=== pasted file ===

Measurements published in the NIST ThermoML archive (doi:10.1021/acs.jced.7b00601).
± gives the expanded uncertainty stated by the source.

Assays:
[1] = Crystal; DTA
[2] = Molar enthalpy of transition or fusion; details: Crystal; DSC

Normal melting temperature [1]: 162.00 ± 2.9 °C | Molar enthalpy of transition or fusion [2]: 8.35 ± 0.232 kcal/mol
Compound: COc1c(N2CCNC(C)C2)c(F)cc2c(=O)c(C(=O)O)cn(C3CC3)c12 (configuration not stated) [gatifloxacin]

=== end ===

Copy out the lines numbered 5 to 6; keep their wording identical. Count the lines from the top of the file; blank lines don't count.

[2] = Molar enthalpy of transition or fusion; details: Crystal; DSC

Normal melting temperature [1]: 162.00 ± 2.9 °C | Molar enthalpy of transition or fusion [2]: 8.35 ± 0.232 kcal/mol